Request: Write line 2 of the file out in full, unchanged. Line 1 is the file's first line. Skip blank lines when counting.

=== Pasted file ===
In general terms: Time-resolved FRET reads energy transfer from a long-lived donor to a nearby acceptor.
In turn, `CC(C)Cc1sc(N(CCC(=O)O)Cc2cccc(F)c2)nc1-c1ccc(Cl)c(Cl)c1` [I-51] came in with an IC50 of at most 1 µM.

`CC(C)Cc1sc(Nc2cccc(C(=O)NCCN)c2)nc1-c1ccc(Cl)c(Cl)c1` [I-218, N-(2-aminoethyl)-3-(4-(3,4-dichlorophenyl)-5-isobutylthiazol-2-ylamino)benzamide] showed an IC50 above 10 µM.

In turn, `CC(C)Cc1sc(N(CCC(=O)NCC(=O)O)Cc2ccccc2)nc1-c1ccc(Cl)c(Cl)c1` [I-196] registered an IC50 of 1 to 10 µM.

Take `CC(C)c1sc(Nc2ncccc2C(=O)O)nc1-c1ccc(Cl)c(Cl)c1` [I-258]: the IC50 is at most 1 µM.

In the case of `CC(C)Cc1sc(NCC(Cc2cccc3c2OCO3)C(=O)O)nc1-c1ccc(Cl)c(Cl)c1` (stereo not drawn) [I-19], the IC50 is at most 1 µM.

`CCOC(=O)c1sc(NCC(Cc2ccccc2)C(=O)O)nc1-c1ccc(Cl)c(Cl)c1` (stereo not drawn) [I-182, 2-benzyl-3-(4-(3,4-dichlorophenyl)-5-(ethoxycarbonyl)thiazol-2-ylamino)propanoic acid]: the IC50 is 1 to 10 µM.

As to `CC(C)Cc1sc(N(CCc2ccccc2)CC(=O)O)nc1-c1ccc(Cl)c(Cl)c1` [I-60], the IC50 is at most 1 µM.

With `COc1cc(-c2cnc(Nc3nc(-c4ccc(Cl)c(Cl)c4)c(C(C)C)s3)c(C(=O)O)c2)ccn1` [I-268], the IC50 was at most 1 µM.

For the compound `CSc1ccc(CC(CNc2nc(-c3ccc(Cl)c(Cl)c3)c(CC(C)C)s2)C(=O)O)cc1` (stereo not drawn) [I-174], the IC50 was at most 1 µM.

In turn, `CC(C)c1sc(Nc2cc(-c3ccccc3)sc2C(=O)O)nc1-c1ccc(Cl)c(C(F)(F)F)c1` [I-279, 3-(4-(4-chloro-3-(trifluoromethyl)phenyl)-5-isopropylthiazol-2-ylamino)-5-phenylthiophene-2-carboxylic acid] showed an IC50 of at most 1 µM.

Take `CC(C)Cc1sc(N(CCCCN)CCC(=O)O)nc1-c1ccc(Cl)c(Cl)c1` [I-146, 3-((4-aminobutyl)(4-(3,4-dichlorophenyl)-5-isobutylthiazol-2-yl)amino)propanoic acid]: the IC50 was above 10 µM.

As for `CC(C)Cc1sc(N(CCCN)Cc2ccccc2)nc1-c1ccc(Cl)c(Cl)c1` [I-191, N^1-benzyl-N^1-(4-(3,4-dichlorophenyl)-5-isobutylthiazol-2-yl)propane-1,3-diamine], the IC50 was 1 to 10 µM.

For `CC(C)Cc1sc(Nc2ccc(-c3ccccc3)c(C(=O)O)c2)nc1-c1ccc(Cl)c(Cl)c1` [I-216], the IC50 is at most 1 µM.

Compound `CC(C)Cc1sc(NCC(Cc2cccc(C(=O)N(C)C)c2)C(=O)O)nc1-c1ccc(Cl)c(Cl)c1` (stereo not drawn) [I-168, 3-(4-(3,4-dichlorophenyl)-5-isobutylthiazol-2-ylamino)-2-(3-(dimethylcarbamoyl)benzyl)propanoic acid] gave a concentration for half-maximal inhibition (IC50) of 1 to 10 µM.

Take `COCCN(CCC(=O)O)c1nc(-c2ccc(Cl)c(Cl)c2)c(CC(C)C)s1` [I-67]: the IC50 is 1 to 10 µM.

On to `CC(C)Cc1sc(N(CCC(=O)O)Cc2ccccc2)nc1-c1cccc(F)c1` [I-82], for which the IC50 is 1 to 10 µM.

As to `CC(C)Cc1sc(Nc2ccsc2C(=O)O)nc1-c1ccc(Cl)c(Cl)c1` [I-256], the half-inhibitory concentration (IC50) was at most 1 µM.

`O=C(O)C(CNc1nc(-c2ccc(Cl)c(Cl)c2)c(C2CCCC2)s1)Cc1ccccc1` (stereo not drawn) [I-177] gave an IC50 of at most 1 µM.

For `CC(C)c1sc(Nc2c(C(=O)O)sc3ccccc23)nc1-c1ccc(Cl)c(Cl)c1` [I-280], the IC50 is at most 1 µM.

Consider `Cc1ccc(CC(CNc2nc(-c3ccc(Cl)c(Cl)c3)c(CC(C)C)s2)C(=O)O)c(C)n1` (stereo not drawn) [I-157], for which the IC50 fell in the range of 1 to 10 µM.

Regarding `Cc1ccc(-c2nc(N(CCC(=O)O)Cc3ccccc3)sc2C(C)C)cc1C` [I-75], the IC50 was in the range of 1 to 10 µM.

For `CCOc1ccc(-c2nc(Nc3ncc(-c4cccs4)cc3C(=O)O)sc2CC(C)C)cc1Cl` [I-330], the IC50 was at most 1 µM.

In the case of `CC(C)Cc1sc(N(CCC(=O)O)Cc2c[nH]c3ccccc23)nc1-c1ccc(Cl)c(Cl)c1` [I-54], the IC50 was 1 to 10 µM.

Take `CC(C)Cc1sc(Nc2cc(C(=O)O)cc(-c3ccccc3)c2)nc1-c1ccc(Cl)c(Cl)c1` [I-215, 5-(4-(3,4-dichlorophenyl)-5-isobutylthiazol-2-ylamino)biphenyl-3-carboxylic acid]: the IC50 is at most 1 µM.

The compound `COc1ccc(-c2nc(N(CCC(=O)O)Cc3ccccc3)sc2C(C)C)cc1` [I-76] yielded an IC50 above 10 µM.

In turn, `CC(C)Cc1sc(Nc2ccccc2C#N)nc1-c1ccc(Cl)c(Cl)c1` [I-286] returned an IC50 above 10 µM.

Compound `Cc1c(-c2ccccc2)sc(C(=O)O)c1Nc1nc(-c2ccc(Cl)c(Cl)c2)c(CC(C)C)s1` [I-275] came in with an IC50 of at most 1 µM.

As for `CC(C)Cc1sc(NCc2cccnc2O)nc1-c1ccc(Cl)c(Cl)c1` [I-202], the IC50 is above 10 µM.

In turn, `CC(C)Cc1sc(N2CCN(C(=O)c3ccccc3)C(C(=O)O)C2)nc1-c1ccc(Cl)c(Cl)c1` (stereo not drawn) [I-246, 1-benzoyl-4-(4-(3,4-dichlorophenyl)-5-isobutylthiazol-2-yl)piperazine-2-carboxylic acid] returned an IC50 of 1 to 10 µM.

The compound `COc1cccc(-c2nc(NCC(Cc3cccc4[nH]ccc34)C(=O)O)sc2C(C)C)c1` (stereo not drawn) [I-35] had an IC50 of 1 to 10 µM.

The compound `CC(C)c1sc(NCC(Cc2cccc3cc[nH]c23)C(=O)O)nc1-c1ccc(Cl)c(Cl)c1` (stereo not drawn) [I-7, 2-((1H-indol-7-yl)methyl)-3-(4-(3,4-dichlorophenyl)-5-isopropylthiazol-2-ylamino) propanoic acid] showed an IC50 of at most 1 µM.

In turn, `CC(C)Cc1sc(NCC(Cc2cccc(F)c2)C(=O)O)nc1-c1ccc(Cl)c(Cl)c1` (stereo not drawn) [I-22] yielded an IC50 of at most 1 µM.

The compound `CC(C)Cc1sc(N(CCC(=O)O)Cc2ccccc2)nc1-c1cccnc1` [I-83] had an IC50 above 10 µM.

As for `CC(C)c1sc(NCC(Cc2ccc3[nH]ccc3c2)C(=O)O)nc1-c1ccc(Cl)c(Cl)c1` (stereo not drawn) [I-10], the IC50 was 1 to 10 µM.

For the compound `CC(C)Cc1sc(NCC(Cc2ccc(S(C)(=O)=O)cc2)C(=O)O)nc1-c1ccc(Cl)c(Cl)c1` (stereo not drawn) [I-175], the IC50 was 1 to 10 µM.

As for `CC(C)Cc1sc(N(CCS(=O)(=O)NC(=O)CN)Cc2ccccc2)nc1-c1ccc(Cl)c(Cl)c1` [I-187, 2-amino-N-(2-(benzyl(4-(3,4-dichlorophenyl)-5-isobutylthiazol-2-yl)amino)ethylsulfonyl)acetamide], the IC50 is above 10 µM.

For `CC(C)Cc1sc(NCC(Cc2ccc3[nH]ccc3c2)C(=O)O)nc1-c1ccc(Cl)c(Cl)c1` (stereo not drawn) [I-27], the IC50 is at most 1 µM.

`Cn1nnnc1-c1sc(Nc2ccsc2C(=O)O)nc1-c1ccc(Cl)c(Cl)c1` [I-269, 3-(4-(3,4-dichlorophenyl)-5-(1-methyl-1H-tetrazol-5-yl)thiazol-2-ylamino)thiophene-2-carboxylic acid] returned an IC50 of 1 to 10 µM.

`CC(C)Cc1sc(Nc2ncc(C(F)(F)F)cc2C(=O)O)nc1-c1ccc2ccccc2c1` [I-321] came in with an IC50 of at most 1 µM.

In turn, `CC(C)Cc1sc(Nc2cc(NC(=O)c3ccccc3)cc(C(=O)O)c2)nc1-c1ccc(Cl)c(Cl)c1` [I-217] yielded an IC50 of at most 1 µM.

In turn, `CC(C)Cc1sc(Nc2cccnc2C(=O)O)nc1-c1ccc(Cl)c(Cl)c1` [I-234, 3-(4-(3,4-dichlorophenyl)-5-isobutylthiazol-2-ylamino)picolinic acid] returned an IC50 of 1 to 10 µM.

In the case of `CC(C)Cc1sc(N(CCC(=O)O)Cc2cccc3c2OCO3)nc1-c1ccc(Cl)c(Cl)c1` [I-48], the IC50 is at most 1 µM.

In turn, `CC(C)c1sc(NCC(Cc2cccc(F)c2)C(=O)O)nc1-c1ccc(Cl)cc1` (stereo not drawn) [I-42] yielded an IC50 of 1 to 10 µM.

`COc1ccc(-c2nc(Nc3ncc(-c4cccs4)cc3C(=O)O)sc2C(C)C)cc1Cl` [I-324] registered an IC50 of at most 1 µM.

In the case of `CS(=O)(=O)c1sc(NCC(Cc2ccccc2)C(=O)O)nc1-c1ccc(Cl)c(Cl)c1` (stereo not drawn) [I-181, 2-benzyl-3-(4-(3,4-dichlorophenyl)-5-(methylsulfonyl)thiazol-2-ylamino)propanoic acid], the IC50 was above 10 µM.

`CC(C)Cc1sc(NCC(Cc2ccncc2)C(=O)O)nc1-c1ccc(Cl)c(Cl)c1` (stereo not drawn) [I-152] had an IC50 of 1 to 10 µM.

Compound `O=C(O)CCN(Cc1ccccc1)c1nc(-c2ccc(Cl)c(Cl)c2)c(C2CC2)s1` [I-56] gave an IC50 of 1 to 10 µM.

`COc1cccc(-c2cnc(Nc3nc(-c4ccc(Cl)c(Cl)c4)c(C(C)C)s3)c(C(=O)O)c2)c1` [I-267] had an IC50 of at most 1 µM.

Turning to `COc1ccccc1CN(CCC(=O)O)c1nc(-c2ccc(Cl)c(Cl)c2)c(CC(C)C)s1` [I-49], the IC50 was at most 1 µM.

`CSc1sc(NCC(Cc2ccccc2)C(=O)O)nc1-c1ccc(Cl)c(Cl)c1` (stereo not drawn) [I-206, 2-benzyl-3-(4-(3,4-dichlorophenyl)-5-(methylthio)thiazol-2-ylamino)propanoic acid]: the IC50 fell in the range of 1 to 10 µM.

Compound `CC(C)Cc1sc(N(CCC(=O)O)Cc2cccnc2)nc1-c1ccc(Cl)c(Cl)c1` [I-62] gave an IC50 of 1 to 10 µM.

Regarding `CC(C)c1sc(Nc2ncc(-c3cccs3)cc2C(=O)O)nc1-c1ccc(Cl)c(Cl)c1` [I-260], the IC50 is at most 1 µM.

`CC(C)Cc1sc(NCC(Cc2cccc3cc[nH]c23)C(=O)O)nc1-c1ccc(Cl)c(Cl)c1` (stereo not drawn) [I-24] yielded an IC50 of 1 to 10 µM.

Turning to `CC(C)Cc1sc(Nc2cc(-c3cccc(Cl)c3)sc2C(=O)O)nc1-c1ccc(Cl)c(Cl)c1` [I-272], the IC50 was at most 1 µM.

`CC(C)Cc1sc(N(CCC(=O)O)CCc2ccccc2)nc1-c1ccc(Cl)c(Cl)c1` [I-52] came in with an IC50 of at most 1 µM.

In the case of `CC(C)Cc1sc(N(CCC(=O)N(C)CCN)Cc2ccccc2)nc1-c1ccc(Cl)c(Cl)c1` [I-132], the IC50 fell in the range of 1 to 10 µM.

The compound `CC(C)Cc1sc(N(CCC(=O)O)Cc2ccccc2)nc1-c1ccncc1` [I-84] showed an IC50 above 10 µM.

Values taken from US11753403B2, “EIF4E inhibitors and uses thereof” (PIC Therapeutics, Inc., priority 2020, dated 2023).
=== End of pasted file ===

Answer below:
In turn, `CC(C)Cc1sc(N(CCC(=O)O)Cc2cccc(F)c2)nc1-c1ccc(Cl)c(Cl)c1` [I-51] came in with an IC50 of at most 1 µM.